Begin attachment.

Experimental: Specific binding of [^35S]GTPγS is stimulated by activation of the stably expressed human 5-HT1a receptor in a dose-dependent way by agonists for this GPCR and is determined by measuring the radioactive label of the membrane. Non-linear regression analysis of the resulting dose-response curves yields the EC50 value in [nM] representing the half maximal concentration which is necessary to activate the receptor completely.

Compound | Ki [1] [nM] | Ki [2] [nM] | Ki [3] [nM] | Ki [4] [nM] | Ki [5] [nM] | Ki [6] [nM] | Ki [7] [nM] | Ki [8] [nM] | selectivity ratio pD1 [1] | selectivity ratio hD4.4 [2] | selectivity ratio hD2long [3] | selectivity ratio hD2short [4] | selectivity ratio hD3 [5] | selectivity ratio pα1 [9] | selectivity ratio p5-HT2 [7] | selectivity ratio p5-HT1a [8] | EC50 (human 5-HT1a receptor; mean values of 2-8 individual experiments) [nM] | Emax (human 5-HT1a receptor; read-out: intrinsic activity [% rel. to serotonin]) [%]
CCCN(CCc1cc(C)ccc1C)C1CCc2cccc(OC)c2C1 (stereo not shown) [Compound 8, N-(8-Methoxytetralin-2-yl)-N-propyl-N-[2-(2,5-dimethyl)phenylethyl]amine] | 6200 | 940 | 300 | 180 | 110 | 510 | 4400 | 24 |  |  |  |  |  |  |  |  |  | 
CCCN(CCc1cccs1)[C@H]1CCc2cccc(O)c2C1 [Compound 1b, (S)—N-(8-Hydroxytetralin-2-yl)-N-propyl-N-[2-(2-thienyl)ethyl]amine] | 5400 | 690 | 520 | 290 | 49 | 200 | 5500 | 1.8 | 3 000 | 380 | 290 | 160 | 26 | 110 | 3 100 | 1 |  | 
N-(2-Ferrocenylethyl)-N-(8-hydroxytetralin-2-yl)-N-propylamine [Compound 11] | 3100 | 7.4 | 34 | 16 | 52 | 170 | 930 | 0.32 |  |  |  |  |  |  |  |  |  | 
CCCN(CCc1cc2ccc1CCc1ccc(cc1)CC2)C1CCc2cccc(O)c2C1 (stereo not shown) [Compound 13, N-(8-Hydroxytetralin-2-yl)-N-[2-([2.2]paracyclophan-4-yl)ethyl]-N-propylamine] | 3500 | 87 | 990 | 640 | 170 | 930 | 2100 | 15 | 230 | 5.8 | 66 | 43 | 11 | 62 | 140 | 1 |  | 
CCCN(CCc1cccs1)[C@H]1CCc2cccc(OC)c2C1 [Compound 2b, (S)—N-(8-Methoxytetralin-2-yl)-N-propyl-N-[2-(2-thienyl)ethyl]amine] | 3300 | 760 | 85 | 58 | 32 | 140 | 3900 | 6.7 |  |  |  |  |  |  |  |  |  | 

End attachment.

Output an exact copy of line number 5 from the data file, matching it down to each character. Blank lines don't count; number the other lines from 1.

N-(2-Ferrocenylethyl)-N-(8-hydroxytetralin-2-yl)-N-propylamine [Compound 11] | 3100 | 7.4 | 34 | 16 | 52 | 170 | 930 | 0.32 |  |  |  |  |  |  |  |  |  | 